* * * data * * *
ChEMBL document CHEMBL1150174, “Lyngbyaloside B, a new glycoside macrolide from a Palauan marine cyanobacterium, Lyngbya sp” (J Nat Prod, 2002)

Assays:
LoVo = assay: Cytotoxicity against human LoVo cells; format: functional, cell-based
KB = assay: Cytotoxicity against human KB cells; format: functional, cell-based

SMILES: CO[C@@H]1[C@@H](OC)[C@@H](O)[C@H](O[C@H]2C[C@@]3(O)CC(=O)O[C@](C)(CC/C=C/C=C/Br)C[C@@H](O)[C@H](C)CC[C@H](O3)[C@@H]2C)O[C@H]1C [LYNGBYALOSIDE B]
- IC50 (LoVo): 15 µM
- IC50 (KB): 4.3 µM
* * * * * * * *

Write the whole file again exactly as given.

ChEMBL document CHEMBL1150174, “Lyngbyaloside B, a new glycoside macrolide from a Palauan marine cyanobacterium, Lyngbya sp” (J Nat Prod, 2002)

Assays:
LoVo = assay: Cytotoxicity against human LoVo cells; format: functional, cell-based
KB = assay: Cytotoxicity against human KB cells; format: functional, cell-based

SMILES: CO[C@@H]1[C@@H](OC)[C@@H](O)[C@H](O[C@H]2C[C@@]3(O)CC(=O)O[C@](C)(CC/C=C/C=C/Br)C[C@@H](O)[C@H](C)CC[C@H](O3)[C@@H]2C)O[C@H]1C [LYNGBYALOSIDE B]
- IC50 (LoVo): 15 µM
- IC50 (KB): 4.3 µM